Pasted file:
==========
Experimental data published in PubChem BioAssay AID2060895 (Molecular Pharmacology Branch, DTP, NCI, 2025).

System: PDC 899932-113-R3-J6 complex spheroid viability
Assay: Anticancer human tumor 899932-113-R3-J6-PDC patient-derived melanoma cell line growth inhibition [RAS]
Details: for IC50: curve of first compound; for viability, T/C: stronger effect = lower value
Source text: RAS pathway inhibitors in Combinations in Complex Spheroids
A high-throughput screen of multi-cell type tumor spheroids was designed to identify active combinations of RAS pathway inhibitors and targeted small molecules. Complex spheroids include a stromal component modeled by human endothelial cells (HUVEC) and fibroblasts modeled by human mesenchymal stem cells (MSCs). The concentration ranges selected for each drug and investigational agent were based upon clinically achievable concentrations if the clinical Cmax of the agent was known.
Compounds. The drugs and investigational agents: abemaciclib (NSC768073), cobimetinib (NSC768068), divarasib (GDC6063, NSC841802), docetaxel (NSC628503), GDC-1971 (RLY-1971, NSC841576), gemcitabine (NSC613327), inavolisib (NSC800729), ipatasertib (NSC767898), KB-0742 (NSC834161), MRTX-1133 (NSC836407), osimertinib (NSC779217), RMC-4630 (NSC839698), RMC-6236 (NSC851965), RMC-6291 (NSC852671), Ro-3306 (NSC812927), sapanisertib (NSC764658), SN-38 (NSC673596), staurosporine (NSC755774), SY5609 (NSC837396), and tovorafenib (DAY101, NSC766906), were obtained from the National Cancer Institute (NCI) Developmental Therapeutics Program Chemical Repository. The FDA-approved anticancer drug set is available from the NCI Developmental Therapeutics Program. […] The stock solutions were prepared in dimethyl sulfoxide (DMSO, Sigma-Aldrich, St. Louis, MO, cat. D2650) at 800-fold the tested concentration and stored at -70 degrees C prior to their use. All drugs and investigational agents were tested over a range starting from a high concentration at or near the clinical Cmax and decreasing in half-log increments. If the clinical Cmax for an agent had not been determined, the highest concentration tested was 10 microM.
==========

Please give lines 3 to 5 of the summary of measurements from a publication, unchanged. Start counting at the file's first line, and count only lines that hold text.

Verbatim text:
Assay: Anticancer human tumor 899932-113-R3-J6-PDC patient-derived melanoma cell line growth inhibition [RAS]
Details: for IC50: curve of first compound; for viability, T/C: stronger effect = lower value
Source text: RAS pathway inhibitors in Combinations in Complex Spheroids